October 1, 2004
Like many of her peers, the answer for Bryn Hollen, a senior from Mars High School, was "no." But that would soon change, thanks to this fall's Society of Women Engineers (SWE) annual High School Day on campus. More than 300 ninth through twelfth grade girls, teachers, guidance counselors, and parents from approximately 30 high schools in Western and Central Pennsylvania, West Virginia, and Ohio came to learn the basics of engineering and left with new role models: successful women engineering students at Carnegie Mellon.
"It is a fantastic experience—not only to see the school—but also to learn about the different types of engineering and their applications," said Hollen, who found out about the event through her guidance counselor.
As veteran chairs from last year's program, Electrical and Computer Engineering (ECE) seniors Lisa Gentry and Yun Zhou organized the project, which led participants through hands-on laboratory exercises taught by faculty and SWE members. Christal Banks and Hilda Diamond from Biomedical Engineering (BME) provided advising and administrative support. The high school workshop has been held for fifteen years; this session Honeywell and Boeing were the sponsors.
"I help with this program because it's very difficult in high school to get an idea of what engineering really is," Gentry reflected. "Part of the problem could be since people don't take engineering courses the same way that they take science, or English, or even computer science in high school, it often gets overlooked."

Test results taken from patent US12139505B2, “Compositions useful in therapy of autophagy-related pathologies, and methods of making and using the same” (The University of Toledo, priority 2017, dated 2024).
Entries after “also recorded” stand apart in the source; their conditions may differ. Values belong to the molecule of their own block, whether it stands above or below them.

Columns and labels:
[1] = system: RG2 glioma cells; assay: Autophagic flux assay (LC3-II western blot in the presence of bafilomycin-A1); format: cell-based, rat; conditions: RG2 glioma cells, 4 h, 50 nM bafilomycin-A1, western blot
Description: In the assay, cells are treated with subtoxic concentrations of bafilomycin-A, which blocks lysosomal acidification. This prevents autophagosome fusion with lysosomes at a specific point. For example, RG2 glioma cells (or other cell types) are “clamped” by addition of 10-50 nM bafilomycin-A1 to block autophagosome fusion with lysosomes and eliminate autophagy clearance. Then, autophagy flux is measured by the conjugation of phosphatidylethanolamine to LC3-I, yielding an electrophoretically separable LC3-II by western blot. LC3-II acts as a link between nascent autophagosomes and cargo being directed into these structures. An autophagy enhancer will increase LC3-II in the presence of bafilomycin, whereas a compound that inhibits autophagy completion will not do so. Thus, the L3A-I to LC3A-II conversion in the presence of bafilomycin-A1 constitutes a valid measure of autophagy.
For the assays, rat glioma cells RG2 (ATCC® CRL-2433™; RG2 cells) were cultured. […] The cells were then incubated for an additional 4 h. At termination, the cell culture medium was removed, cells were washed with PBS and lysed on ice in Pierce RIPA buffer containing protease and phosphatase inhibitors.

Martha Dunagin, who attended with her daughter, Eleanor, a sophomore at Franklin High School in Franklin, PA, was glad the field trip exposed Eleanor and her classmates to technical opportunities: "They encourage girls in science and math, which is good even if they don't go into the field," she offered.
Gentry wasn't sure of the differences between engineering disciplines when she was first deciding upon a college major; knowing that she was not alone, she hopes the workshop will open student's eyes to opportunities they might not have considered.
ECE Lecturer Tom Sullivan instructed lessons on circuit design, teaching the girls to build their own small flasher circuits using the same type of kit from 18-100, Introduction to ECE. Since most of the pupils had not soldered before, Sullivan reviewed the process before the eager crew began.
"It's like welding for microelectronics," he explained, as he described fusing two pieces of copper together.
Aiding Sullivan, ECE senior Nicole Saulnier and Mechanical Engineering sophomore Katie Strausser showed the girls how to measure high and low voltage, capacitance and resistance. Each circuit had a printed circuit board, resistors, adjustable light emitting diodes (LED) lights, a capacitor, invertors, a battery and wires connecting the components.
When the lab was almost over, Hollen discussed the skills she used: "The activity challenges you to think and problem-solve," she summarized, adding that she may consider pursuing ECE.
Besides the sessions in ECE, students participated in up labs and seminars in topics ranging from biomedical, chemical, civil and environmental, materials science, and mechanical engineering, as well as engineering and public policy. In addition, a panel of Carnegie Mellon students answered questions about college life, SWE, and engineering.
Gentry enjoys volunteering with SWE: "SWE does so many various activities, from running service projects like this workshop, to running professional development seminars for its members, to going out and exploring other branches of engineering, to just getting together and having fun," she said. Other SWE outreach initiatives include a career guidance workshop for girls in Pittsburgh's public schools, a technical opportunities conference and a technical internship expo.
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